Sleep apnea. - Page 3

Sleep apnea.

This is a discussion on Sleep apnea. within the Off Topic & Humor Discussion forums, part of the The Back Porch category; In January of last year I was about to change jobs and lose health insurance so I went to a doctor for the first time ...

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  1. #31
    Senior Member Array Walk Soft's Avatar
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    Sleep apnea.

    In January of last year I was about to change jobs and lose health insurance so I went to a doctor for the first time in twenty years. I found I was obese. I knew I was getting a little gut in spite of the physical job I work, but never imagined I would be considered obese. I was told I had high blood pressure and was prediabetic. The doc tried to put me on a couple drugs, but I refused. That day I stopped smoking, stopped eating any processed foods and stopped drinking soda( had been drinking 8-10 Coke’s a day).

    A few months later I had lost +- 40 lbs. You should have seen the doc’s face when he first saw me. He wasn’t there on the second visit so he didn’t see me until the last visit. He said “Well I’ll be damned”.

    Anyway I had taken a sleep study shortly after my first visit and was diagnosed with sleep apnea. So after I lost the weight I took another sleep study. Even after getting to a normal BMI I still had it. I didn’t have the “best sleep ever” experience although I did stop waking up to pee. In fact I hated that machine. Now that I’ve used it for a while, if I Sleep without it I don’t sleep good, constantly waking, tossing and turning in a state of half sleep, going to the bathroom etc..

    So I’ve learned to live with it.
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  2. #32
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    I've been diagnosed with mild sleep apnea. Supposedly they stuck that darn machine on the lowest setting. Have yet to use the machine they saddled me with. Have to be absolutely dead tired, to even try to use it. Then the VA gave me a newer one, saying the old one was out dated. The newer one adjusts pressure. Dont like it either. They said wear it for an hour before you go to sleep, and try to breathe normal. Eventually I might get there. I do know I sleep much better if I take a bit of nyquil, which helps the congestion from my allergies. So, I dont know. Supposedly this sleep apnea is hereditary, too
    All I know is I'd love to tell the doc where to shove his machine.
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  3. #33
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    Quote Originally Posted by OldVet View Post
    Apnea about killed me. Finally got tested and got a CPAP. It literally saved my life. Since I've lost weight, I've been able to reduce the setting from 15 to 11 and can, when necessary, sleep without it. But for me, it's every-night use unless the power goes out.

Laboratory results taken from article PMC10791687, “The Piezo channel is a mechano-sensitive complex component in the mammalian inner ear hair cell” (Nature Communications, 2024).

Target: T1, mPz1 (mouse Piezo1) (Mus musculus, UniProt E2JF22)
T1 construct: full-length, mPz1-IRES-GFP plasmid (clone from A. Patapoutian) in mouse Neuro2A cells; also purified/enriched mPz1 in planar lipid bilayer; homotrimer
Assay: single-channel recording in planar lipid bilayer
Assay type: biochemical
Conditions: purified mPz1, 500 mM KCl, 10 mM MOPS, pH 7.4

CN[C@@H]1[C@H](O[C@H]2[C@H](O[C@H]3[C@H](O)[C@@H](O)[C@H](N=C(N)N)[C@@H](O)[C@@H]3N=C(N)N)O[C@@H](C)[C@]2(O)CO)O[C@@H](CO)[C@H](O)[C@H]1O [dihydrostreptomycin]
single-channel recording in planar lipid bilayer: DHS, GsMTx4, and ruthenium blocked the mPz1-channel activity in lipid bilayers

It makes travel a pain also. Especially air travel.
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  4. #34
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    Quote Originally Posted by NECCdude View Post
    It makes travel a pain also. Especially air travel.
    Not really. A CPAP is considered medical equipment and not counted against carry-on limits. Otherwise, you have to open its carry case, just as you would a laptop or any other piece of electronic gear.
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  5. #35
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    Quote Originally Posted by graydude View Post
    Hi, my name is graydude, and I have sleep apnea.

    When I went in for my first sleep test people warned me about how awful it was to sleep with all sorts of sensors glued and strapped on.

    In reality, when they put that mask on I had the best sleep I'd had in probably two decades. I woke up more refreshed and mentally alert than I could ever remember.

    The poor tech wasn't sure how to respond when I asked if I could move in.

    I love my ResMed machine as much as my guns.
    CPAPs get bad press, when in fact they are life improvers and live savers. There are some, of course that cannot adapt, but I believe that with expert care and advice, and full exploration of all the machine and mask options, easily most can reach equilibrium just fine, and in short order.

    I call my unit my "sweet dream machine", that's precisely what it is. Before diagnosis and xPAP therapy, my dreams were turbulent, fragmented, and plainly icky. I would wake up in a sweaty mess, just glad to be awake. Now, dreams are user friendly and something to look forward to each night.

    .
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  6. #36